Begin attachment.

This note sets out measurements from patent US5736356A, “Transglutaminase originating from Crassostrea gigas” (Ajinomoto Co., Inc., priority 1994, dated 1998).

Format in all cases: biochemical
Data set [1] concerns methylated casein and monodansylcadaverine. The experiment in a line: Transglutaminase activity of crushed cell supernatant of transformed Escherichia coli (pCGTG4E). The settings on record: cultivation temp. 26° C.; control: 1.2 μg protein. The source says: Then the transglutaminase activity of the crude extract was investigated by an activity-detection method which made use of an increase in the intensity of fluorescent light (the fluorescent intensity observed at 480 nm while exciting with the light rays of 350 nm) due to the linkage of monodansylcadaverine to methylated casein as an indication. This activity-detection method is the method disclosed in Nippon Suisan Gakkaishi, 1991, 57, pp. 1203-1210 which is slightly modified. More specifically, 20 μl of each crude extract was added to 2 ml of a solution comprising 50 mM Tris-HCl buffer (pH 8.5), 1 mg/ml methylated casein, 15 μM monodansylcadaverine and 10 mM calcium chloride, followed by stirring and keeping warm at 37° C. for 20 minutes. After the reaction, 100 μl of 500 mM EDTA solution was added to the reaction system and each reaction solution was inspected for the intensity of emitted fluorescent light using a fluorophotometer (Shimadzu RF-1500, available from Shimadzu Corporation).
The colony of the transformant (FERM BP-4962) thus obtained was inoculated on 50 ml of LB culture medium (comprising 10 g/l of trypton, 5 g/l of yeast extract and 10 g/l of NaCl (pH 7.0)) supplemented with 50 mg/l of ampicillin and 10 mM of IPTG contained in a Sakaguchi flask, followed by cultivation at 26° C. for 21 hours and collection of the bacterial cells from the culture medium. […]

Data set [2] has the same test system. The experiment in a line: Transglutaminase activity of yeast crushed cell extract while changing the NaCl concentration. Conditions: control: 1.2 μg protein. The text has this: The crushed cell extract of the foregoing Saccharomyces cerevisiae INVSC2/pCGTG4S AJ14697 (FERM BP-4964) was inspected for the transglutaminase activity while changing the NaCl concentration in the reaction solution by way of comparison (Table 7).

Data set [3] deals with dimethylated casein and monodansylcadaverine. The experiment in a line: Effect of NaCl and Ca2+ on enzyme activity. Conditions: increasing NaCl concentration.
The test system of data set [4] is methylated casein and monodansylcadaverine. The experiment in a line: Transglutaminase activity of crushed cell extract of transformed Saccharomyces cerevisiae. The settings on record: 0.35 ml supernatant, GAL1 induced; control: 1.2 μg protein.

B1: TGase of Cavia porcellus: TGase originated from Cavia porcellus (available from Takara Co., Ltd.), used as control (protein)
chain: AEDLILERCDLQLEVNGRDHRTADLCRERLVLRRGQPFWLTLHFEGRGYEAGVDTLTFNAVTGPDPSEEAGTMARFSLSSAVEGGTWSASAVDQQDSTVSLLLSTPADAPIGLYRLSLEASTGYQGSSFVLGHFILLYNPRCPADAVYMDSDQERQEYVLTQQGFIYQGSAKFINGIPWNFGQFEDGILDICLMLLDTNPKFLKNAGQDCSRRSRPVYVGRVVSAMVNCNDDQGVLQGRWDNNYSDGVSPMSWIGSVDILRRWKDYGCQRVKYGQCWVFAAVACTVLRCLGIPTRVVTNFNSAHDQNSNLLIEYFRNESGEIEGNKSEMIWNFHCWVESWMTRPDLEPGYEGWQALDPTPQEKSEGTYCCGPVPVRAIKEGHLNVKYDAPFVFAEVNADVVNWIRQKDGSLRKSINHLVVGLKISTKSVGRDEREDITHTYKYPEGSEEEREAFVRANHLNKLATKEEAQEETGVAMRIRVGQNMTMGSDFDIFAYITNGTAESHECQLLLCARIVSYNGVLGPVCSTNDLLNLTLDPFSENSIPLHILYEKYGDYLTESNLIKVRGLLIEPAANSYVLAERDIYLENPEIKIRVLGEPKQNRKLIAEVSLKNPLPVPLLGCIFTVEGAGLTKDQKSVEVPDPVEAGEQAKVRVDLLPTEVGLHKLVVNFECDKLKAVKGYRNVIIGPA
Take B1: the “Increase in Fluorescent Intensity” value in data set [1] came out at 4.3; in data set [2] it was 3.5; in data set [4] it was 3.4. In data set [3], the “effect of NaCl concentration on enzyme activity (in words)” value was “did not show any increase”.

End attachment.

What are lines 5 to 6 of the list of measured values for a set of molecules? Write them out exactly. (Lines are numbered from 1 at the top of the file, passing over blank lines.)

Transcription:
Data set [2] has the same test system. The experiment in a line: Transglutaminase activity of yeast crushed cell extract while changing the NaCl concentration. Conditions: control: 1.2 μg protein. The text has this: The crushed cell extract of the foregoing Saccharomyces cerevisiae INVSC2/pCGTG4S AJ14697 (FERM BP-4964) was inspected for the transglutaminase activity while changing the NaCl concentration in the reaction solution by way of comparison (Table 7).

Data set [3] deals with dimethylated casein and monodansylcadaverine. The experiment in a line: Effect of NaCl and Ca2+ on enzyme activity. Conditions: increasing NaCl concentration.